Roller cone bits are characterized by having roller cones rotatably mounted on legs of a bit body. Each roller cone has an arrangement of cutting elements attached to or formed integrally with the roller cone. A roller cone bit having two cones was invented in 1908 and is the predecessor of the more common three-cone bit. Two-cone drill bits greatly improved drilling rates in the early 1900's, but were found to suffer severe near bit vibrations, which resulted in extensive damage to downhole tools. Three-cone bits gradually replaced two-cone drill bits because of an increase in stability and reduction in vibrations during drilling. Historically, the advantage maintained by two-cone drill bits is that they are generally able to drill faster than three-cone bits. Additionally, for drilling small holes, using three-cone bits, as opposed to two-cone bits, requires smaller legs that will be subjected to high loads through the roller cones, which are rotatably mounted. Two-cone drill bits are able to offer relatively larger legs for such hole sizes.

The two legs of most prior art two-cone drill bits are disposed substantially opposite of each other (i.e., 180 degrees apart) to evenly distribute the weight on bit (“WOB”) while drilling. However, recently it has been found that improvements to the stability of two-cone drill bits may be made through the orientation of roller cones and/or changes in cutting structure arrangements on the roller cones.

SUMMARY OF INVENTION

In one aspect, the present invention relates to a two-cone drill bit. The two-cone drill bit includes a bit body having a connection adapted to connect to a drill string. The bit body has a first leg and a second leg formed thereon. A first roller cone is rotatably mounted on the first leg, and a second roller cone is rotatably mounted on the second leg. A plurality of cutting elements is disposed on the roller cones. The first roller cone has a cone separation angle of about 145 degrees to about 166 degrees relative to the second roller cone.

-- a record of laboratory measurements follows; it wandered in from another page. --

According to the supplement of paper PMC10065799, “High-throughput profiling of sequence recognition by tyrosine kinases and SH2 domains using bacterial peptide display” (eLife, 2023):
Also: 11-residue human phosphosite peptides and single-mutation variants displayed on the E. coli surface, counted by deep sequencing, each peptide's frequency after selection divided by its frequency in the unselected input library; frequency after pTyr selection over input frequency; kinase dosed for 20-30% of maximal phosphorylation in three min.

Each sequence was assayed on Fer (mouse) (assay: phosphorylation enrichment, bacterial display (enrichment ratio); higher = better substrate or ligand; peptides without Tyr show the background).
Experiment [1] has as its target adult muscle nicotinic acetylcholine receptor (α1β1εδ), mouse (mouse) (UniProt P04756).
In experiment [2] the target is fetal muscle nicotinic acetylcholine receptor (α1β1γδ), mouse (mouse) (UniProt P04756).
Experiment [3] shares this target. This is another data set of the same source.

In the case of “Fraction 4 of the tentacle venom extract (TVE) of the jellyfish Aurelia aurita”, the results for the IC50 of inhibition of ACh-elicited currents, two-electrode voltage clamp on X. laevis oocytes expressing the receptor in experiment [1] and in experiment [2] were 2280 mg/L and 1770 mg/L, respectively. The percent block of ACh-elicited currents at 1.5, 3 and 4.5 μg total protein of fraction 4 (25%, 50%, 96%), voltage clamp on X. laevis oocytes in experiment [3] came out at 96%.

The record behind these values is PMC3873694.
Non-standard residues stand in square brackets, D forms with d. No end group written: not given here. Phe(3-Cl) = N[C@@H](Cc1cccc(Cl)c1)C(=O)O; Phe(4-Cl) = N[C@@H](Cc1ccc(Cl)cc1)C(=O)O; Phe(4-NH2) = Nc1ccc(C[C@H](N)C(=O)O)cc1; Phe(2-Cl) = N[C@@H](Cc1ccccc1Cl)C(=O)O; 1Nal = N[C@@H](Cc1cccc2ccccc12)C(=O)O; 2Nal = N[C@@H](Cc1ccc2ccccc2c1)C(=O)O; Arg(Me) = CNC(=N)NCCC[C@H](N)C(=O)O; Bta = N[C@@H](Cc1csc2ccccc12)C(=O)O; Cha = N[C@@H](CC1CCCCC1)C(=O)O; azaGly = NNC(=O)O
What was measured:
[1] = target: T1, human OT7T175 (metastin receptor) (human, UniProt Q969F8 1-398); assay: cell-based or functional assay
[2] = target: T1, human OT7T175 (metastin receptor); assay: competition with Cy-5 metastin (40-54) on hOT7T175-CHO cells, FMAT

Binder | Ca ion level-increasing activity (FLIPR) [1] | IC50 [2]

In another aspect, the present invention relates to a two-cone drill bit. The two-cone drill bit includes a bit body having a connection adapted to connect to a drill string. The bit body has a first leg and a second leg formed thereon. A first roller cone is rotatably mounted on the first leg, and a second roller cone is rotatably mounted on the second leg. A plurality of cutting elements is disposed on the roller cones. The plurality of cutting elements is arranged to provide greater than about 17 percent bottom hole coverage per revolution of the two-cone drill bit.

In another aspect, the present invention relates to a two-cone drill bit. The two-cone drill bit includes a bit body having a connection adapted to connect to a drill string. The bit body has a first leg and a second leg formed thereon. A first roller cone is rotatably mounted on the first leg, and a second roller cone is rotatably mounted on the second leg. A plurality of cutting elements is disposed on the roller cones. The plurality of cutting elements is arranged to provide greater than about 17 percent bottom hole coverage per revolution of the two-cone drill bit. The first roller cone has a cone separation angle of about 145 degrees to about 166 degrees relative to the second roller cone. At least two lug pads are disposed on opposing sides of the bit body between the first leg and second leg, and the lug pads have a radial clearance of less than about a ½ inch exists between an outer extent of the two lug pads and a gauge diameter of the two-cone drill bit.

Other aspects and advantages of the invention will be apparent from the following description and the appended claims.

BRIEF DESCRIPTION OF DRAWINGS

FIG. 1 shows a cross section of a prior art drill bit.

FIG. 2 shows a bottom view of a two-cone drill bit in accordance with an embodiment of the present invention.

FIG. 3 shows a bottom view of a two-cone drill bit in accordance with an embodiment of the present invention.

FIG. 4 shows the contact points of a prior art three-cone drill bit